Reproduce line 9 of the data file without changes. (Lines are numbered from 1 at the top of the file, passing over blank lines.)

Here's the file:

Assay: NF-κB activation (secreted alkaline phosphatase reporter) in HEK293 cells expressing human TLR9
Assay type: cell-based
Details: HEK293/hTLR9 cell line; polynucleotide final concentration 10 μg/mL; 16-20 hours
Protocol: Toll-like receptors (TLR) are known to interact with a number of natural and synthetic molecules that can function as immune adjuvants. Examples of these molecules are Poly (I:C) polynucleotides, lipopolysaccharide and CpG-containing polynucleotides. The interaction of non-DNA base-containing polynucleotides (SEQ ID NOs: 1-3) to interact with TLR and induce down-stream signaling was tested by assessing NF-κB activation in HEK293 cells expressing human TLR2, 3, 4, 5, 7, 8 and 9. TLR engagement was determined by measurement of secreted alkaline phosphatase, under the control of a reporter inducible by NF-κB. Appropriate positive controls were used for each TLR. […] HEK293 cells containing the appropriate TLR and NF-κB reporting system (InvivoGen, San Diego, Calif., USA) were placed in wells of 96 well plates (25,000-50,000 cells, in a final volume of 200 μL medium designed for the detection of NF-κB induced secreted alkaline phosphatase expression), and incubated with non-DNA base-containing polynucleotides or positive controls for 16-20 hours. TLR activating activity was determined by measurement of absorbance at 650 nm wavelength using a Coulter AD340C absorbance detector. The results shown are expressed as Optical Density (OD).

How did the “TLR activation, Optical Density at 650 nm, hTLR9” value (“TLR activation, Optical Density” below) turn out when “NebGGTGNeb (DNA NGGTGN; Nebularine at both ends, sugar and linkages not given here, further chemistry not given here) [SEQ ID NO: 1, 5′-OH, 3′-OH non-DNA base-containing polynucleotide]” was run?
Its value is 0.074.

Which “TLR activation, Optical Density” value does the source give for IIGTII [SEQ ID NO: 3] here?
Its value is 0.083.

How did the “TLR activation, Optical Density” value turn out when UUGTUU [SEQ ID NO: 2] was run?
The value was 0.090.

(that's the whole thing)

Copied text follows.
How did the “TLR activation, Optical Density” value turn out when UUGTUU [SEQ ID NO: 2] was run?